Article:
* UK court move should not derail deal, Rosneft says
* To return to paying dividend, payout set at 7 cents
* CEO expects to settle dispute with TNK-BP partners
* BP says to sell Texas City refinery, site of fatal blast
* BP's shares lag rivals, close up 1.3 pct
(releads, adds detail on UK court order)
By Tom Bergin and Sarah Young
LONDON, Feb 1 BP's (BP.L) existing Russian
partners won a UK court bar on its planned Arctic oil venture
with state-controlled Rosneft (ROSN.MM) on Tuesday, prompting
conciliatory offers from the British oil company.
The dispute reinforced concerns about BP's recovery from
last year's Gulf of Mexico oil spill as it also reported weaker
than expected fourth quarter results, disappointing oil
production guidance and a new $1 billion oil spill charge.
Concerns about the row and its recovery overshadowed BP's
much-anticipated return to paying dividends.
BP's shares recouped earlier lossess to close up 1.3 percent
at 491 pence, but still lagged a 3 percent rise in the STOXX
Europe 600 Oil and Gas index .SXEP which was driven by oil
prices exceeding $100 a barrel.
AAR, the holding vehicle of BP's oligarch partners in
TNK-BP, had argued that BP's Arctic exploration deal and share
swap with Rosneft breached a previous BP commitment to seek AAR
approval before entering into any major new Russian venture.
Under the order handed down by a London court on Tuesday,
the two parties have agreed to try to have the issue resolved by
an arbitrator by Feb. 25, BP said in a statement.
A Rosneft spokesman said the court move should not derail
the deal, and both BP and oil sector analysts expressed
confidence the dispute would eventually be resolved.
"We did expect the injunction to be granted, but we also
think that the final resolution of this dispute will be reached
between the Russian partners and the state, not in the courts,"
said Chris Weafer, chief strategist at UralsIB in Moscow.
BP's CEO Bob Dudley, who ran TNK-BP until he was forced to
flee Russia after a previous spat with the billionaires turned
hostile, said the oligarchs could be placated via a financial
settlement, by BP including TNK-BP in the exploration venture,
or by BP offering TNK-BP some other strategic help.
BP has sought to put last year's Gulf of Mexico oil spill
disaster firmly behind it and on Tuesday held out the prospect
of long-term growth via new exploration partnerships and a fresh
focus on discovering oil and gas.
Yet guidance for another 11 percent drop in output in 2011,
after a 9.4 percent drop in 2010, left some analysts questioning
BP's "shrink to grow" strategy.
"BP's future pace of development in the Gulf of Mexico now
looks highly uncertain in the wake of Macondo. We also would
highlight the uncertainty in the U.S. unconventional gas
business," Alastair Syme at Citigroup said in a research note.
BP said it would pay a fourth-quarter dividend of 7 cents
per share and 42 cents per American depositary share -- in line
with analysts' expectations, but only half of what it was paying
before the spill disaster.
"The re-introduction of the dividend is good news for
investors (even at its much lower level), but it is likely to
prove inflammatory to U.S. Gulf Coast senators whose communities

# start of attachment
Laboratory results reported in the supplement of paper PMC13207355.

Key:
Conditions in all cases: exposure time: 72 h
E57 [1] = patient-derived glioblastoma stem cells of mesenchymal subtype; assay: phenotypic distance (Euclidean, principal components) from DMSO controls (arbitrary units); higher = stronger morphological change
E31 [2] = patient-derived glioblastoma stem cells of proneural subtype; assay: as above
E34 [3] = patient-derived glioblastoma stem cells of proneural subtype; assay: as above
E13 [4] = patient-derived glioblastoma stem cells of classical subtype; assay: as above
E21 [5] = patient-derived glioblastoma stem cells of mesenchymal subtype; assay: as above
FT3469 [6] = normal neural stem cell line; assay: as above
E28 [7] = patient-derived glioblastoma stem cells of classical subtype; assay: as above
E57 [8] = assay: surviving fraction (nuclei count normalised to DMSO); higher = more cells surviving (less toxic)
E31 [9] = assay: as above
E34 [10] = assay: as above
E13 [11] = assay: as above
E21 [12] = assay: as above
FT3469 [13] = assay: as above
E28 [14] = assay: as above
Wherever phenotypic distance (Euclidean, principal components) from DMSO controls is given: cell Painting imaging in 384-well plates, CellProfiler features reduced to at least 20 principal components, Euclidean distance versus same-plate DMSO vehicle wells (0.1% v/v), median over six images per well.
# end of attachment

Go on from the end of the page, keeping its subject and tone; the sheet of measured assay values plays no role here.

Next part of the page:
are still being impacted by the spill," Youngson said.
POLL-Rosneft 2010 net profit seen up 60 pct [ID:nLDE70R1C1]
TAKE A LOOK-Russia tries fresh start [ID:nLDE70Q1Y9]
Exxon (XOM.N) results [ID:nN30169616]
TAKE A LOOK-Brent stays above $100 on Egypt [ID:nN31231869]
BP said fourth-quarter replacement cost net income was $4.61
billion, up from $3.45 billion a year ago, as a big rise in oil
prices outweighed a 9 percent drop in oil and gas production.
Brent oil LCOc1 stayed above $100 a barrel on Tuesday, a
level hit this week for the first time since October 2008. U.S.
prices CLc1 were above $90 and were boosted, like Brent, by
concerns that deadly civil unrest in Egypt could spread to
Middle East crude producers or disrupt Suez canal flows.
Dudley said BP was watching the situation carefully.
BP had deliberately declined to issue production goals as
the oil group was targeting value not volumes, he added.
Excluding one-off items of $250 million, BP's replacement
cost net income came in at $4.36 billion, behind the $5.09
billion average forecast from nine analysts polled by Reuters.
BP's results were in contrast to a better-than-expected
increase in quarterly profit at Exxon Mobil Corp (XOM.N) on
The net income measure excludes gains or losses related to
changes in the value of oil inventories and is comparable with
U.S. net income.
BP said the weaker-than-expected results were partly due to
a higher-than-expected tax rate. Exxon, on the other hand, saw
its results helped by a lower tax rate.
BP is still feeling pain from the oil spill, adding another
$1 billion to its earlier $40 billion estimate of the total
bill. Analysts had recently started to cut their estimates for
the cost of the oil spill.
Offering a pointer to future growth, BP said it would sell
two refineries in the United States, inlcuding the Texas City
plant, where 15 workers died in an explosion in 2005 -- an
accident which ruined BP's carefully nurtured green image.
The sale would halve BP's refining capacity in the U.S., and
invest more in oil and gas exploration.
The group said it would increase significantly its
investment in exploration and would seek new partnership
opportunities. It also said it was on track to meet its target
of up to $30 billion of divestments by the end of 2011.
(Writing by Sophie Walker; Editing by Alexander Smith and